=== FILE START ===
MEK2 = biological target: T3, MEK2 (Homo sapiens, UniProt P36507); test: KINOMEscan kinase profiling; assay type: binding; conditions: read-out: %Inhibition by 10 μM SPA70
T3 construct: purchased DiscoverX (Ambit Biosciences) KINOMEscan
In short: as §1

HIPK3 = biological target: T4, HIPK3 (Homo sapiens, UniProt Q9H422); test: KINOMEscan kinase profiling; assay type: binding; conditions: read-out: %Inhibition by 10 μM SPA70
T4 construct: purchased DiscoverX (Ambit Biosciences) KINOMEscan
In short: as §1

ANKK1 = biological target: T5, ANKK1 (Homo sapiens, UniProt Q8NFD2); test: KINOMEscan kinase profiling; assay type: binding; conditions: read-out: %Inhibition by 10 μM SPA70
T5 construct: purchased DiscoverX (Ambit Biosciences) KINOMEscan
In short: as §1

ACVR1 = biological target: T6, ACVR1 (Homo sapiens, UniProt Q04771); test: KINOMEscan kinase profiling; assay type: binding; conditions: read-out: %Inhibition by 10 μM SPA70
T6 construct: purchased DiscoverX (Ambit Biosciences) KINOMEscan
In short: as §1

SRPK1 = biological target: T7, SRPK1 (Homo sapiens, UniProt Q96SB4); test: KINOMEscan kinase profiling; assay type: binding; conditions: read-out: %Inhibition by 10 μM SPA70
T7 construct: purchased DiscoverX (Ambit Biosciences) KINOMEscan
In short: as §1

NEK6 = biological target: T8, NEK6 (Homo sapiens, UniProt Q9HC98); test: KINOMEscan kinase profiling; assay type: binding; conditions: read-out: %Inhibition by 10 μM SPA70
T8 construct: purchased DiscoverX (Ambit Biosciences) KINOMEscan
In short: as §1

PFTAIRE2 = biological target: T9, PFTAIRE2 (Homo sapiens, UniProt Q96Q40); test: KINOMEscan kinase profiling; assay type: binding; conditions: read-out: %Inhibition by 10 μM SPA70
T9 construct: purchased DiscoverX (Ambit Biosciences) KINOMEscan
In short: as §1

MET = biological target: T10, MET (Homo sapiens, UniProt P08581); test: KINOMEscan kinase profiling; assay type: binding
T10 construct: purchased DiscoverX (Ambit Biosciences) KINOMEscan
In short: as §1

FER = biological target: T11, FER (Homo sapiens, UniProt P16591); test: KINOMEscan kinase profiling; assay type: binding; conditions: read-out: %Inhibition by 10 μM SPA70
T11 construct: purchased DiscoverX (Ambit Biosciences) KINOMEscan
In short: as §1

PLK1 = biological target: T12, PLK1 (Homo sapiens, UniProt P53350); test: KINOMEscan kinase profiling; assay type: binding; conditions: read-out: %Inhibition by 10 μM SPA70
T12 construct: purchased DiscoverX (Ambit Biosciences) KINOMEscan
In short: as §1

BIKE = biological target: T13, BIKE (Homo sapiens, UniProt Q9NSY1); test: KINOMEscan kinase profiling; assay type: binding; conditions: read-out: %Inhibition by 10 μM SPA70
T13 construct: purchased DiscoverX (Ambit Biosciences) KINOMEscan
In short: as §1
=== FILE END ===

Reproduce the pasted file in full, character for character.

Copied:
MEK2 = biological target: T3, MEK2 (Homo sapiens, UniProt P36507); test: KINOMEscan kinase profiling; assay type: binding; conditions: read-out: %Inhibition by 10 μM SPA70
T3 construct: purchased DiscoverX (Ambit Biosciences) KINOMEscan
In short: as §1

HIPK3 = biological target: T4, HIPK3 (Homo sapiens, UniProt Q9H422); test: KINOMEscan kinase profiling; assay type: binding; conditions: read-out: %Inhibition by 10 μM SPA70
T4 construct: purchased DiscoverX (Ambit Biosciences) KINOMEscan
In short: as §1

ANKK1 = biological target: T5, ANKK1 (Homo sapiens, UniProt Q8NFD2); test: KINOMEscan kinase profiling; assay type: binding; conditions: read-out: %Inhibition by 10 μM SPA70
T5 construct: purchased DiscoverX (Ambit Biosciences) KINOMEscan
In short: as §1

ACVR1 = biological target: T6, ACVR1 (Homo sapiens, UniProt Q04771); test: KINOMEscan kinase profiling; assay type: binding; conditions: read-out: %Inhibition by 10 μM SPA70
T6 construct: purchased DiscoverX (Ambit Biosciences) KINOMEscan
In short: as §1

SRPK1 = biological target: T7, SRPK1 (Homo sapiens, UniProt Q96SB4); test: KINOMEscan kinase profiling; assay type: binding; conditions: read-out: %Inhibition by 10 μM SPA70
T7 construct: purchased DiscoverX (Ambit Biosciences) KINOMEscan
In short: as §1

NEK6 = biological target: T8, NEK6 (Homo sapiens, UniProt Q9HC98); test: KINOMEscan kinase profiling; assay type: binding; conditions: read-out: %Inhibition by 10 μM SPA70
T8 construct: purchased DiscoverX (Ambit Biosciences) KINOMEscan
In short: as §1

PFTAIRE2 = biological target: T9, PFTAIRE2 (Homo sapiens, UniProt Q96Q40); test: KINOMEscan kinase profiling; assay type: binding; conditions: read-out: %Inhibition by 10 μM SPA70
T9 construct: purchased DiscoverX (Ambit Biosciences) KINOMEscan
In short: as §1

MET = biological target: T10, MET (Homo sapiens, UniProt P08581); test: KINOMEscan kinase profiling; assay type: binding
T10 construct: purchased DiscoverX (Ambit Biosciences) KINOMEscan
In short: as §1

FER = biological target: T11, FER (Homo sapiens, UniProt P16591); test: KINOMEscan kinase profiling; assay type: binding; conditions: read-out: %Inhibition by 10 μM SPA70
T11 construct: purchased DiscoverX (Ambit Biosciences) KINOMEscan
In short: as §1

PLK1 = biological target: T12, PLK1 (Homo sapiens, UniProt P53350); test: KINOMEscan kinase profiling; assay type: binding; conditions: read-out: %Inhibition by 10 μM SPA70
T12 construct: purchased DiscoverX (Ambit Biosciences) KINOMEscan
In short: as §1

BIKE = biological target: T13, BIKE (Homo sapiens, UniProt Q9NSY1); test: KINOMEscan kinase profiling; assay type: binding; conditions: read-out: %Inhibition by 10 μM SPA70
T13 construct: purchased DiscoverX (Ambit Biosciences) KINOMEscan
In short: as §1